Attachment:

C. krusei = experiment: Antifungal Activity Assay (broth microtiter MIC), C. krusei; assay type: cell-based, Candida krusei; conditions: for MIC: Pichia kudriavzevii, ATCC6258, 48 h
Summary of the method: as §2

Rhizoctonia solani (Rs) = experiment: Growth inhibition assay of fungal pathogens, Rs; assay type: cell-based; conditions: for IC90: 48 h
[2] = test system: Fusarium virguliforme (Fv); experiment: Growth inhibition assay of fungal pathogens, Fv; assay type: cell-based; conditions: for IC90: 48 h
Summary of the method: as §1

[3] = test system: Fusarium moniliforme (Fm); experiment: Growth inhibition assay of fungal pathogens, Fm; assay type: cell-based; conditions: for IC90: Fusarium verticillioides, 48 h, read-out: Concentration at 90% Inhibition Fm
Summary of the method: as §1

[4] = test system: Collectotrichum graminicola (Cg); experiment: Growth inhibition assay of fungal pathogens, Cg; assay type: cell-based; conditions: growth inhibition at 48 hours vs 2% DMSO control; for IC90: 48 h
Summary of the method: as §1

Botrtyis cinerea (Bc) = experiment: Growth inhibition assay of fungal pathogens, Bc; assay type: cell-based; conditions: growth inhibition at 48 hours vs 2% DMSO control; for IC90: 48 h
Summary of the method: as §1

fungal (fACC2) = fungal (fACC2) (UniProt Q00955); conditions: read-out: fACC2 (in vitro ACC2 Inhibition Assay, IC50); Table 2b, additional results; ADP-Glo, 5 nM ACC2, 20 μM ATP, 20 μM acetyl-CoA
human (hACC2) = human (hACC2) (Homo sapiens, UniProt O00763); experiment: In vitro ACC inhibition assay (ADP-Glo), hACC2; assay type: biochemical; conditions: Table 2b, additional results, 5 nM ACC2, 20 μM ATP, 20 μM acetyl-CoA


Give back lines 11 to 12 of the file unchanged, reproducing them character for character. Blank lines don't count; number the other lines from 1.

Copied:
Summary of the method: as §1

fungal (fACC2) = fungal (fACC2) (UniProt Q00955); conditions: read-out: fACC2 (in vitro ACC2 Inhibition Assay, IC50); Table 2b, additional results; ADP-Glo, 5 nM ACC2, 20 μM ATP, 20 μM acetyl-CoA